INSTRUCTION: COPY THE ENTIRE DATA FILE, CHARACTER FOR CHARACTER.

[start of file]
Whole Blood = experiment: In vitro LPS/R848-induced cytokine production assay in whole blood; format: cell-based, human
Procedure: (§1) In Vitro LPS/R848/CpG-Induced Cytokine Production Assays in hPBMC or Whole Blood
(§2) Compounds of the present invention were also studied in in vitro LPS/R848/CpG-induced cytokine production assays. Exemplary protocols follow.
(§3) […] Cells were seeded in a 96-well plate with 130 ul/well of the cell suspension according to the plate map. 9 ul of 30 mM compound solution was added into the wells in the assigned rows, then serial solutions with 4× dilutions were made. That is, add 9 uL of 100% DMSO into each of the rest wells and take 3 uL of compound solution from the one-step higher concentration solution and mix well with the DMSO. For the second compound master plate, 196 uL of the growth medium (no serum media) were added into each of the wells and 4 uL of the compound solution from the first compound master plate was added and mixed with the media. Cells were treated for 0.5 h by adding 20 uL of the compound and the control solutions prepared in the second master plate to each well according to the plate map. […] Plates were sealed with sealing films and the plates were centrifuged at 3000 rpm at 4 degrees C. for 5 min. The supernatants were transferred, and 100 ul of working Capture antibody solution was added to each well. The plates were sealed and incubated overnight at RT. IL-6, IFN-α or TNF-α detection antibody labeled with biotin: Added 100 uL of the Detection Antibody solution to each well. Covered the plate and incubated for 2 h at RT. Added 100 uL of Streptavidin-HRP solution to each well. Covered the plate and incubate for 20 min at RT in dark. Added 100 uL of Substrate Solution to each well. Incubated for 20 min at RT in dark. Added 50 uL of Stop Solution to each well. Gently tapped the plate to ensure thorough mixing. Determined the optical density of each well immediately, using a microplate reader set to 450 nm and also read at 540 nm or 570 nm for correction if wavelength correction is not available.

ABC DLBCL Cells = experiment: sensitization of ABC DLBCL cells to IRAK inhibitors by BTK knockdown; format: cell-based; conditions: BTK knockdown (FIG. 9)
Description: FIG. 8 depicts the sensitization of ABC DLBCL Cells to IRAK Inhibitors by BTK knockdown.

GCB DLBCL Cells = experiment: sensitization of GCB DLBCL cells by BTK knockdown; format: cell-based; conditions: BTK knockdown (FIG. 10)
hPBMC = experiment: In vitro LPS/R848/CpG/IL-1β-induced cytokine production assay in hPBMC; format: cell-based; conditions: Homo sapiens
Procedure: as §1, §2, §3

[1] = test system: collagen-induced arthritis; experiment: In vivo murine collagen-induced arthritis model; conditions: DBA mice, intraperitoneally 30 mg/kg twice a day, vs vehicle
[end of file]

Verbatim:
Whole Blood = experiment: In vitro LPS/R848-induced cytokine production assay in whole blood; format: cell-based, human
Procedure: (§1) In Vitro LPS/R848/CpG-Induced Cytokine Production Assays in hPBMC or Whole Blood
(§2) Compounds of the present invention were also studied in in vitro LPS/R848/CpG-induced cytokine production assays. Exemplary protocols follow.
(§3) […] Cells were seeded in a 96-well plate with 130 ul/well of the cell suspension according to the plate map. 9 ul of 30 mM compound solution was added into the wells in the assigned rows, then serial solutions with 4× dilutions were made. That is, add 9 uL of 100% DMSO into each of the rest wells and take 3 uL of compound solution from the one-step higher concentration solution and mix well with the DMSO. For the second compound master plate, 196 uL of the growth medium (no serum media) were added into each of the wells and 4 uL of the compound solution from the first compound master plate was added and mixed with the media. Cells were treated for 0.5 h by adding 20 uL of the compound and the control solutions prepared in the second master plate to each well according to the plate map. […] Plates were sealed with sealing films and the plates were centrifuged at 3000 rpm at 4 degrees C. for 5 min. The supernatants were transferred, and 100 ul of working Capture antibody solution was added to each well. The plates were sealed and incubated overnight at RT. IL-6, IFN-α or TNF-α detection antibody labeled with biotin: Added 100 uL of the Detection Antibody solution to each well. Covered the plate and incubated for 2 h at RT. Added 100 uL of Streptavidin-HRP solution to each well. Covered the plate and incubate for 20 min at RT in dark. Added 100 uL of Substrate Solution to each well. Incubated for 20 min at RT in dark. Added 50 uL of Stop Solution to each well. Gently tapped the plate to ensure thorough mixing. Determined the optical density of each well immediately, using a microplate reader set to 450 nm and also read at 540 nm or 570 nm for correction if wavelength correction is not available.

ABC DLBCL Cells = experiment: sensitization of ABC DLBCL cells to IRAK inhibitors by BTK knockdown; format: cell-based; conditions: BTK knockdown (FIG. 9)
Description: FIG. 8 depicts the sensitization of ABC DLBCL Cells to IRAK Inhibitors by BTK knockdown.

GCB DLBCL Cells = experiment: sensitization of GCB DLBCL cells by BTK knockdown; format: cell-based; conditions: BTK knockdown (FIG. 10)
hPBMC = experiment: In vitro LPS/R848/CpG/IL-1β-induced cytokine production assay in hPBMC; format: cell-based; conditions: Homo sapiens
Procedure: as §1, §2, §3

[1] = test system: collagen-induced arthritis; experiment: In vivo murine collagen-induced arthritis model; conditions: DBA mice, intraperitoneally 30 mg/kg twice a day, vs vehicle